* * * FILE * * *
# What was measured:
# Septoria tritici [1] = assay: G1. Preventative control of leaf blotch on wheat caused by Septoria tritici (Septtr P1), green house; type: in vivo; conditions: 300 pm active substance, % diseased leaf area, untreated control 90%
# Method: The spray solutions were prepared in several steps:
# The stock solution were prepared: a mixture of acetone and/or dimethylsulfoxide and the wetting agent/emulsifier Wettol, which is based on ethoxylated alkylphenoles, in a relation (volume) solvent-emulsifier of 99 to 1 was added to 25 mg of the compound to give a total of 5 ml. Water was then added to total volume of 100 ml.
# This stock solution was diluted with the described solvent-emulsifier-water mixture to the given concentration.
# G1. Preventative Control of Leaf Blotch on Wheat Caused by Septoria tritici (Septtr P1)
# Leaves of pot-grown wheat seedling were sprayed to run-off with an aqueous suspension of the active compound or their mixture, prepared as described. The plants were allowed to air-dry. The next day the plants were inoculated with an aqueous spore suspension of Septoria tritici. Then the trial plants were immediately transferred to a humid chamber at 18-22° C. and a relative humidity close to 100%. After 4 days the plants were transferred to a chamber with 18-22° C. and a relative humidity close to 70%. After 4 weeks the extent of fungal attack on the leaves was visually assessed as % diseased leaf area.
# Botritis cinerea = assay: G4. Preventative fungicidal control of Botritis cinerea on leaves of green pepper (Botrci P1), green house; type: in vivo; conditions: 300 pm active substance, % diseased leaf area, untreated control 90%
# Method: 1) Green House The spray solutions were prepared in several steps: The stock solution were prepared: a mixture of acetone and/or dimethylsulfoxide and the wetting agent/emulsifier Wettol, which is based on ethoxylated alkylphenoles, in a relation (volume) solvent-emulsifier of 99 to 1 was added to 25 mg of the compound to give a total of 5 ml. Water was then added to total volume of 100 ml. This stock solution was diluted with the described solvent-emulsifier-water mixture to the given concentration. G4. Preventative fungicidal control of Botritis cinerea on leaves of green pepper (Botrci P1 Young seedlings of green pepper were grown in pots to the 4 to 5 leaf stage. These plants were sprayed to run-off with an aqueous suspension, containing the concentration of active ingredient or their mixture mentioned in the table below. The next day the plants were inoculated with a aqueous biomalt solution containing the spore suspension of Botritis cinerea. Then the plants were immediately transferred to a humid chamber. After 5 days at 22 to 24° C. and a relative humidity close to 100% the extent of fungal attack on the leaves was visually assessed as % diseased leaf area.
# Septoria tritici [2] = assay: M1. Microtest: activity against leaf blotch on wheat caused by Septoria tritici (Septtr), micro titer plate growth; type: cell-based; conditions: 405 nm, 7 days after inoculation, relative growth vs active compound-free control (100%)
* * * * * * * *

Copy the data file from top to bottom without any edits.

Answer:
# What was measured:
# Septoria tritici [1] = assay: G1. Preventative control of leaf blotch on wheat caused by Septoria tritici (Septtr P1), green house; type: in vivo; conditions: 300 pm active substance, % diseased leaf area, untreated control 90%
# Method: The spray solutions were prepared in several steps:
# The stock solution were prepared: a mixture of acetone and/or dimethylsulfoxide and the wetting agent/emulsifier Wettol, which is based on ethoxylated alkylphenoles, in a relation (volume) solvent-emulsifier of 99 to 1 was added to 25 mg of the compound to give a total of 5 ml. Water was then added to total volume of 100 ml.
# This stock solution was diluted with the described solvent-emulsifier-water mixture to the given concentration.
# G1. Preventative Control of Leaf Blotch on Wheat Caused by Septoria tritici (Septtr P1)
# Leaves of pot-grown wheat seedling were sprayed to run-off with an aqueous suspension of the active compound or their mixture, prepared as described. The plants were allowed to air-dry. The next day the plants were inoculated with an aqueous spore suspension of Septoria tritici. Then the trial plants were immediately transferred to a humid chamber at 18-22° C. and a relative humidity close to 100%. After 4 days the plants were transferred to a chamber with 18-22° C. and a relative humidity close to 70%. After 4 weeks the extent of fungal attack on the leaves was visually assessed as % diseased leaf area.
# Botritis cinerea = assay: G4. Preventative fungicidal control of Botritis cinerea on leaves of green pepper (Botrci P1), green house; type: in vivo; conditions: 300 pm active substance, % diseased leaf area, untreated control 90%
# Method: 1) Green House The spray solutions were prepared in several steps: The stock solution were prepared: a mixture of acetone and/or dimethylsulfoxide and the wetting agent/emulsifier Wettol, which is based on ethoxylated alkylphenoles, in a relation (volume) solvent-emulsifier of 99 to 1 was added to 25 mg of the compound to give a total of 5 ml. Water was then added to total volume of 100 ml. This stock solution was diluted with the described solvent-emulsifier-water mixture to the given concentration. G4. Preventative fungicidal control of Botritis cinerea on leaves of green pepper (Botrci P1 Young seedlings of green pepper were grown in pots to the 4 to 5 leaf stage. These plants were sprayed to run-off with an aqueous suspension, containing the concentration of active ingredient or their mixture mentioned in the table below. The next day the plants were inoculated with a aqueous biomalt solution containing the spore suspension of Botritis cinerea. Then the plants were immediately transferred to a humid chamber. After 5 days at 22 to 24° C. and a relative humidity close to 100% the extent of fungal attack on the leaves was visually assessed as % diseased leaf area.
# Septoria tritici [2] = assay: M1. Microtest: activity against leaf blotch on wheat caused by Septoria tritici (Septtr), micro titer plate growth; type: cell-based; conditions: 405 nm, 7 days after inoculation, relative growth vs active compound-free control (100%)